17. PutnamEco says:

    Re: Hugh says;
    The only difference is when a hilti tool breaks you payed about a hundred more dollars than anything else
    —-
    Hilti has some of the BEST customer service I have ever experienced, never had one “normal wear and tear, not covered under warranty” excuse. More often than not walking away with a fixed or new tool on the same day. Going above and beyond, like this is a very good reason to spend a couple extra dollars on a tool. Time not spent dealing with broken tools out of service equals more man hours on the job.

    Re:
    By the way how do you like cleaning the new rubber over molds on the festool and the hilti any way!

    I don’t like to clean them, that is my rant….
    at least the Festools are fairly plain and fitted well unlike some of the Chinese manufactured tools that have large gaps and loose edges around their coverings.

    Re:! I worked with master carpenters that despite what there tools look like clean or not there work spoke for them.

    I have done work for customers who believe (like some tool buyers) that appearance is everything, who actually did pay me well enough to go out and buy new tools just for their jobs, who will have their staff show any one who shows up at their properties with ratty tools or equipment, the door. They won’t care how good their work is, they aren’t getting a foot in the door in the first place. :roll: fun customers, but they pay extremely well….

    Re:
    why don’t you read that little manual they send in the box when you buy the tool and learn the limitations of the tool.
    —-
    I do, I’ve have even procured some factory service manuals. Unfortunately, I like to actually use my tools, rather then look at them or use them as a fashion accessory. The problem is that tools wear out quickly, having been designed not for long life, but to move off the store shelves as quickly as possible(which is where the excessive stylization comes in) and not to be cost effective to repair, so even more tools move off the store shelves.

    I actually do maintain my tools, often above and beyond what the manuals recommend, and have been known for my mechanical sympathy, another reason for my older well designed tools longevity.

    Re:
    do you also wear abercrombie and fitch to work as well?

    I prefer Brooks Brothers as Abercrombie appears to have changed their target demographic more towards the teen aged shopping mall crowd than for those in it for the long haul….. :)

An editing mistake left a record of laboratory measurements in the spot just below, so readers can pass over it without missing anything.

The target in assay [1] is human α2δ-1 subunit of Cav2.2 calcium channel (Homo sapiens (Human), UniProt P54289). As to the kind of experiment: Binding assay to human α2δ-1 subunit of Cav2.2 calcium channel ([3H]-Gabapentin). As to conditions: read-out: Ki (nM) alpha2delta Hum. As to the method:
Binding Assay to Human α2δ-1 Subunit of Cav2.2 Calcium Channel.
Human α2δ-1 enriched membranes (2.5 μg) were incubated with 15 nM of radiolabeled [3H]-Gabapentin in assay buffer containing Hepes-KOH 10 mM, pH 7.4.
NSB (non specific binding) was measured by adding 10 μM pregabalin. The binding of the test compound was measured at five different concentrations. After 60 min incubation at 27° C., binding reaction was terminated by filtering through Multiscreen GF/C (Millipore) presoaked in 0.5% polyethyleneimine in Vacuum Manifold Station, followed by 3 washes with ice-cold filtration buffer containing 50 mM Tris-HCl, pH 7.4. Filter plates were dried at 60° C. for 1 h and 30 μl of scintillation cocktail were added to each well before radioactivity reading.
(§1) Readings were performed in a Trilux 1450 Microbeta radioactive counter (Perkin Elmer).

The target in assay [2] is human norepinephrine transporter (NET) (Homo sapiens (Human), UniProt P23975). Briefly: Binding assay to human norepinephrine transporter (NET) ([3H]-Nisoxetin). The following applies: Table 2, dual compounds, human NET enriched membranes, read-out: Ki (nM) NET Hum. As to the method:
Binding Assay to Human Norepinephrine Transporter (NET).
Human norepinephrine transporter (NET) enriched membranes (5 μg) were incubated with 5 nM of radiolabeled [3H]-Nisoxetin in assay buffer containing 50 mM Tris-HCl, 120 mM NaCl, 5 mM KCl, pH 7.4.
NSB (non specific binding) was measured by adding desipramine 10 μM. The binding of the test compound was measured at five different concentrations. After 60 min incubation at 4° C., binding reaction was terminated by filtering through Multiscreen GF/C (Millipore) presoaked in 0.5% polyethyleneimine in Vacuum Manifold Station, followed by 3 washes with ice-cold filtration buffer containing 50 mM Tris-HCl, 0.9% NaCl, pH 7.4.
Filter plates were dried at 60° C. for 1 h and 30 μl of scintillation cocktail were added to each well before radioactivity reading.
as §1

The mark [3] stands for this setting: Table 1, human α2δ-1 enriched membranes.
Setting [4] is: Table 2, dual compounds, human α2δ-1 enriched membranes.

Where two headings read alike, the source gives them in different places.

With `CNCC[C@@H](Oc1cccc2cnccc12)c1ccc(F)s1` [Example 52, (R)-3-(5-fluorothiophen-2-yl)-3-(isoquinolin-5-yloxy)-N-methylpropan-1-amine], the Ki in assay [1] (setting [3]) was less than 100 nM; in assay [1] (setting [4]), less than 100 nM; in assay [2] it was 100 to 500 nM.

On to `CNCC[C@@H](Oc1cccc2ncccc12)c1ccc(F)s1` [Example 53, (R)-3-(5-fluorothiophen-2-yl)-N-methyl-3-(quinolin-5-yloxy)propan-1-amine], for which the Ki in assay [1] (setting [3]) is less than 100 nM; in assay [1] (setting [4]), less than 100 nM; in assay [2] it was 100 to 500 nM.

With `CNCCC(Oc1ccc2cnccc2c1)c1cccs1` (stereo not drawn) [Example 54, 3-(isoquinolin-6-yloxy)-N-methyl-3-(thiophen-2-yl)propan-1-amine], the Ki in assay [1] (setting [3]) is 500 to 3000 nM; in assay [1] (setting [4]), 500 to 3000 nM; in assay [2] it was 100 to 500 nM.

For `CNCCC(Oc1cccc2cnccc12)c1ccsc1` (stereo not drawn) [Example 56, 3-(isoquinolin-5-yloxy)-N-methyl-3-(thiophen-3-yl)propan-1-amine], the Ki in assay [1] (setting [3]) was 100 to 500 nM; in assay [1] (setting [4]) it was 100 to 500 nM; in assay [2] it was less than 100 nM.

18. John says:

    Makita tools are cost effective to repair. Well for some of you who just beat a tool all to hell it may not be cost effective. If you send it to a factory service center that is the best place to send it. If you got a old Makita tool that runs fine but is rough looking you can get a new housing put on it that is cost effective also. I see some guys who have twenty plus year old tools get new housings they have old tools that all look like new. Tools are exposed to a lot of cosmetic damage that is just the nature of the work they do. If it runs good and you have been happy with the performance do not throw it away just because the housing has wear and tear. Get a new housing put on it so you stay satisfied with it. It is still cheaper than a new one. And any tool you send to a Makita factory service center if the estimate is more than you can afford ask them to help you out most of the time they can. Don’t start screaming and demanding a warranty repair. Like anything you catch more flies with honey than with vinegar.

  19. PutnamEco says:

    Makita tools are cost effective to repair.

    —-
    A lot of times they are, but sometimes you just have to let them go.As a rule, For me at least, if it costs more than 75% of the cost of a new replacement, I’m buying a new tool, with older tools this comes up quickly. Those old 7.2v and 9.6v drills come to mind. I could go buy a used one from an auction website or classified ad for less than the cost of a set of brushes, which, on some of those tools are an extreme pain to replace, having to take motors apart that were not meant to be disassembled.
    And then there are the tools that have multiple little problems, like sticky mode selectors and intermittent triggers and chucks that like to jam, or the tools that need to have the same repair multiple times. To me, if a tool needs the same repair twice, and it is not an exceptional or irreplaceable tool,(how many of these are there today?) I’m getting a new one, probably a different brand or model.
    This also does not take into account time. If your not doing the repair yourself, most service centers also charge labor.